It's been a busy week for JPMorgan Chase. It's only Wednesday, and already the bank has settled one civil fraud lawsuit, and been slapped with another one. Both shed light on Wall Street's flawed system of incentives that helped bring on the financial crisis. They also raise questions as to the morals of bankers.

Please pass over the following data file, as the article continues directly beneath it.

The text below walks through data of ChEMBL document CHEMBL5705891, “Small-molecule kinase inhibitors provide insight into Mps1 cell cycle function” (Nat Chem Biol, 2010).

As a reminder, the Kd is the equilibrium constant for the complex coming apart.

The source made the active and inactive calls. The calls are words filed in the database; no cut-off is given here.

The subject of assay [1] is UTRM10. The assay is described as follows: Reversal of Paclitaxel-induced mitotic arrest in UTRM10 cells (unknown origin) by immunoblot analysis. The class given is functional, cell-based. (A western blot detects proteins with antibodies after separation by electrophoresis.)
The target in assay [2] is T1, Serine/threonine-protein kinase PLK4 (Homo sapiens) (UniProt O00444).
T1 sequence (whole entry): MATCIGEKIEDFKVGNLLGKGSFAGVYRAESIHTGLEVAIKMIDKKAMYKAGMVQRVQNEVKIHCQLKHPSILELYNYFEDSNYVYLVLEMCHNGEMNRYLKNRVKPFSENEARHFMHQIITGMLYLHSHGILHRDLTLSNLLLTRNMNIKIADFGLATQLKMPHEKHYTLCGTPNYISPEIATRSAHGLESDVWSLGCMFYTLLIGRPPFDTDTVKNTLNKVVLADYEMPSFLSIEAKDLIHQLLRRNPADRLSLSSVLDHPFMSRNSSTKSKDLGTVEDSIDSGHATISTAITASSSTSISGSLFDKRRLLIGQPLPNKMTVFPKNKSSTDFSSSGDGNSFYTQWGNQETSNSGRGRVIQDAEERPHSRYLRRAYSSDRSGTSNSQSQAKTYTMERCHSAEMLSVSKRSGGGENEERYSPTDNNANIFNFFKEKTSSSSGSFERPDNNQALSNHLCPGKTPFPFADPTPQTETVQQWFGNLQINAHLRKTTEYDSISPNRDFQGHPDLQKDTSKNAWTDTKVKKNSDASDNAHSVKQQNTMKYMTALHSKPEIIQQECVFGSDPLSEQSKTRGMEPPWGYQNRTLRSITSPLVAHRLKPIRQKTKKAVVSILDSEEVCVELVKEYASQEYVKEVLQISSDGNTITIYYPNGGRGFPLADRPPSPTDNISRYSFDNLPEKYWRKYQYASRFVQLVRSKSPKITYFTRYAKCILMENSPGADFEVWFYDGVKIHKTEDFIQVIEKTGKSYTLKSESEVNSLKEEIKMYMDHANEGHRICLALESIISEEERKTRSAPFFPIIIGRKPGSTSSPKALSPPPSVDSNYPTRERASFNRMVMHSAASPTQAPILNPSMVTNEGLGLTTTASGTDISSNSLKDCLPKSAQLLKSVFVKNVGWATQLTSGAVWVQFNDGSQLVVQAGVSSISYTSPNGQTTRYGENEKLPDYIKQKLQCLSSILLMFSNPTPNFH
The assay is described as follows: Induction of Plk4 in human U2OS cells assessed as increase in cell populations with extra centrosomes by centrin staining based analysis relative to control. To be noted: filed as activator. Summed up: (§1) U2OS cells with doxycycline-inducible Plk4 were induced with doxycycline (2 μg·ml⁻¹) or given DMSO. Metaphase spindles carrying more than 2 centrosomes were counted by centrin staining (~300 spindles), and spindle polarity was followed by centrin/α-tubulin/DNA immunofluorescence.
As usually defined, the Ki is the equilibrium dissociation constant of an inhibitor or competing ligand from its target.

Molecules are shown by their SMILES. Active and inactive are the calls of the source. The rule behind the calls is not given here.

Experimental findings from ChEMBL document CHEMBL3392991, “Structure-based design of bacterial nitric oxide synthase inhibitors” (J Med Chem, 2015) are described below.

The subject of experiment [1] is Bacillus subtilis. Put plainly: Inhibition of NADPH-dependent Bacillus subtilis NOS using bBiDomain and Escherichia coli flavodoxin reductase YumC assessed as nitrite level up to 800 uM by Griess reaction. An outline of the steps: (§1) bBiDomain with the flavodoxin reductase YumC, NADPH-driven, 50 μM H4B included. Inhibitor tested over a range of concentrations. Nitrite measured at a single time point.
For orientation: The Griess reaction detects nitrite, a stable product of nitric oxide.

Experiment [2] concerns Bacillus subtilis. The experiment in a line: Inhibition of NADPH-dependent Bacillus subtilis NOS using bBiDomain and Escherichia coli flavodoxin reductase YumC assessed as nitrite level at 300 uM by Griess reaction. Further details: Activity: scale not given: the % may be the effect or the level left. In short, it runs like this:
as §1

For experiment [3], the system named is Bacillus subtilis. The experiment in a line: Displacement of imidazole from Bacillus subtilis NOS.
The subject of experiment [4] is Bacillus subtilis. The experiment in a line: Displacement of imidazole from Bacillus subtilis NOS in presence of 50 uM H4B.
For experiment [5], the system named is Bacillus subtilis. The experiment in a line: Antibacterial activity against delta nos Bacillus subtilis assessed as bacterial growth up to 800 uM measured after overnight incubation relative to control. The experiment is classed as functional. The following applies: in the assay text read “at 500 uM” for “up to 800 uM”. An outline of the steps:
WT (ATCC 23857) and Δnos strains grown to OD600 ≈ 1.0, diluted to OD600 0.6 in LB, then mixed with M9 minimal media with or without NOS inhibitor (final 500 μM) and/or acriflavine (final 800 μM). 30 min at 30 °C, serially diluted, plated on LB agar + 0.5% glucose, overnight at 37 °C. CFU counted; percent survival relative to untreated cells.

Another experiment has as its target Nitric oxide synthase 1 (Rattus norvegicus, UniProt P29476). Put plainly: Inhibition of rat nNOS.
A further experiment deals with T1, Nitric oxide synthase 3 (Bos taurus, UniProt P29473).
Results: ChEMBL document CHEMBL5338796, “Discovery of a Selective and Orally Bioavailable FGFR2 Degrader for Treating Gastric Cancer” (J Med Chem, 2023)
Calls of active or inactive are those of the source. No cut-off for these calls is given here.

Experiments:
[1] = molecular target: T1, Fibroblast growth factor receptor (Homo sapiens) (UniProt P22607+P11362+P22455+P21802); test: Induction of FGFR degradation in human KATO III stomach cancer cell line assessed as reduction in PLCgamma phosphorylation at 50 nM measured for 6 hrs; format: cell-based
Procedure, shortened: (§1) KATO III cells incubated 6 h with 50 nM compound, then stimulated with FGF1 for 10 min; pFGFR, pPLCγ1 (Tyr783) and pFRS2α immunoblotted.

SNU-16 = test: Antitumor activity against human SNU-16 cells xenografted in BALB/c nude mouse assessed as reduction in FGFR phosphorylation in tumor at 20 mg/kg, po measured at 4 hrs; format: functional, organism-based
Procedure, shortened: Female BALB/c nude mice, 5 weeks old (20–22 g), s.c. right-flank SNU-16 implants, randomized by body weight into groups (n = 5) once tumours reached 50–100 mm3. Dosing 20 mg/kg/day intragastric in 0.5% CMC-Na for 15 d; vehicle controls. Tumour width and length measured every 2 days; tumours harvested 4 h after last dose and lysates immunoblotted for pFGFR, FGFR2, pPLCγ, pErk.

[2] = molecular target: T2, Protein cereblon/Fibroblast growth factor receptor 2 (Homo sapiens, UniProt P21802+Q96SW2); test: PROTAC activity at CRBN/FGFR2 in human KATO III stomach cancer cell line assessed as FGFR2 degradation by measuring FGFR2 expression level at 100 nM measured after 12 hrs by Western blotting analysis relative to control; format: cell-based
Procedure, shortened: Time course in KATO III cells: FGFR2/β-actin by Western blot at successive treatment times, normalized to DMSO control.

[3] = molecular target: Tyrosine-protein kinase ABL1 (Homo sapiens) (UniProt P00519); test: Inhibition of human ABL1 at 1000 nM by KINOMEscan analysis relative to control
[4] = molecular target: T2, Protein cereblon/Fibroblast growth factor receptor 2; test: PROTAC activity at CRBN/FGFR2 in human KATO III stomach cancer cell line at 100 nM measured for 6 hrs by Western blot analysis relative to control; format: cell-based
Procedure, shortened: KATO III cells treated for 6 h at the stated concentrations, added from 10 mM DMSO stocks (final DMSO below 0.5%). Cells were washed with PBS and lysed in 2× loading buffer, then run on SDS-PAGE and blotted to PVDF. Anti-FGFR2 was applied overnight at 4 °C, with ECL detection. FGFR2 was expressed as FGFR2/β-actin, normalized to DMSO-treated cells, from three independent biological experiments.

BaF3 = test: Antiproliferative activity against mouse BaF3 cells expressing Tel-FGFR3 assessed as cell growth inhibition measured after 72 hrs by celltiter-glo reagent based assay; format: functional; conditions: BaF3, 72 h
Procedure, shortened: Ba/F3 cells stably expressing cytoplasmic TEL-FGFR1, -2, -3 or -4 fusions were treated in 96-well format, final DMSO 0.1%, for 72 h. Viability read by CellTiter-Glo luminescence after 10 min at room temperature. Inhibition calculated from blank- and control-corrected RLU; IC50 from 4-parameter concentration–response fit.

On Tuesday, JPMorgan agreed to pay $153 million to settle civil fraud charges brought by the SEC alleging that it "misled" investors when it sold them junky mortgage bonds. The deal in question was put together by Magnetar Capital. If you're not familiar with Magnetar, it's an Illinois-based hedge fund that made a killing shorting synthetic mortgage-backed securities that were essentially built to fail. Here's how it worked: Magnetar would put down a few million bucks to start a collateralized-debt obligation (CDO), cram it full of the junkiest mortgage bonds it could find, then get a bank like JPMorgan to sell it off to investors as a triple-A, gold-plated piece of the booming housing market; when in reality it was a time bomb filled with toxic waste.